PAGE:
This project aims to investigate the long-term, life course effectiveness and cost-effectiveness of whole-school approaches to improving the mental health of children and young people. We also aim to identify what works best, where and for whom.
Mental health problems are increasing among children and young people in England with approximately one in six experiencing mental health difficulties in 2020. There is growing recognition that schools and colleges can play a key role in addressing poor mental health in children and young people.
There have been some encouraging findings from studies examining the impact of whole-school interventions on mental health, however, there is a lack of evidence about the cost-effectiveness and long-term societal outcomes of these approaches.
Simulation modelling has the potential to inform mental health and educational policy by estimating the long-term effects on costs, health, wealth and wider societal outcomes.
Design and methods
This project will be carried out in three parts:
• We will use a simulation model (LifeSim) to predict the long-term outcomes of whole school approaches for improving mental health among children and young people. LifeSim was developed using data collected from over 10,000 children born in the year 2000. We will add new data from three studies of whole-school approaches to improving mental health to predict how they may benefit people over much longer periods of time.
• We will undertake a thorough review of previous studies of effective whole-school approaches to improving mental health among children and young people to identify ‘active ingredients’, and to understand how these work and the local conditions that are needed for success.
• We will run several workshops with young people, parents, teachers and people who provide mental health support, to get their views on the most important parts of approaches to mental health in schools and where these approaches work best. This will help us to develop ‘logic models’ which will capture the important elements of the effective school-based approaches to improving mental health, to guide future adaptation and implementation.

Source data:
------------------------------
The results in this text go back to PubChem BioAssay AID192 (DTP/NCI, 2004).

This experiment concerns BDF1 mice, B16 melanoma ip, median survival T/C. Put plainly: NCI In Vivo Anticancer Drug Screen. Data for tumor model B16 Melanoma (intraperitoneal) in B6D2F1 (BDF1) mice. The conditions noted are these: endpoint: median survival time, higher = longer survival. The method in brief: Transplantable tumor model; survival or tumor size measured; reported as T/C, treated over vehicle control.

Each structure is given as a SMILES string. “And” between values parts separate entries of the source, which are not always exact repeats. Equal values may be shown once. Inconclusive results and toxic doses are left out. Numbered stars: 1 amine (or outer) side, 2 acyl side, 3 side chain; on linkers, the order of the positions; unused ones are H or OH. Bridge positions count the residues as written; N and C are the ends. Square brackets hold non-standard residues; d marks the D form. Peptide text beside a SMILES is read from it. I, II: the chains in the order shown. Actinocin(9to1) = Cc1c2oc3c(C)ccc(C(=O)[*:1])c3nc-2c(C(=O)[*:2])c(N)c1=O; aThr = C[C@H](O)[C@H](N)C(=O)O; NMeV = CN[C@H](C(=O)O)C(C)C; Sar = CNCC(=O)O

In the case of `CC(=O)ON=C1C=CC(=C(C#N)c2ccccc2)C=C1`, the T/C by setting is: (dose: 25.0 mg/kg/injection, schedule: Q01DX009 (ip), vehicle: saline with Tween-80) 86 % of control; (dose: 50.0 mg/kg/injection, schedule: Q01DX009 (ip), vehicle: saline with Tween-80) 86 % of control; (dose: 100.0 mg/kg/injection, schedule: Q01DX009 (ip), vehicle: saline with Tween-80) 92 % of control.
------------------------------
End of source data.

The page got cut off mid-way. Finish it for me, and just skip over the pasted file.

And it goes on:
We will closely with colleagues from BIHR, Healthy Minds and the McPin Foundation to establish an ‘experts by experience’ panel, including teachers, parents and young people. The panel will consist of approximately 10 members, and they will attend regular meetings with the study team to ensure that public and community involvement is embedded in the research project. This will include providing feedback on study materials (e.g., interview guides, consent forms, study invites and advertising) and advise on strategies to recruit individuals to stakeholder consultation workshops. Opportunities to be involved in the planning and delivery of these workshops will also be provided to public partners.
We will work closely with our public and practice partners to identify effective ways in which the project’s findings can be shared with the wider public. This will include supporting the development of outputs authored by lived experience experts which are lay friendly, and by identifying where these outputs should be shared. We will also utilise the Public mental health network, to share project updates and outputs through monthly newsletters to members of the public, practitioners and academics.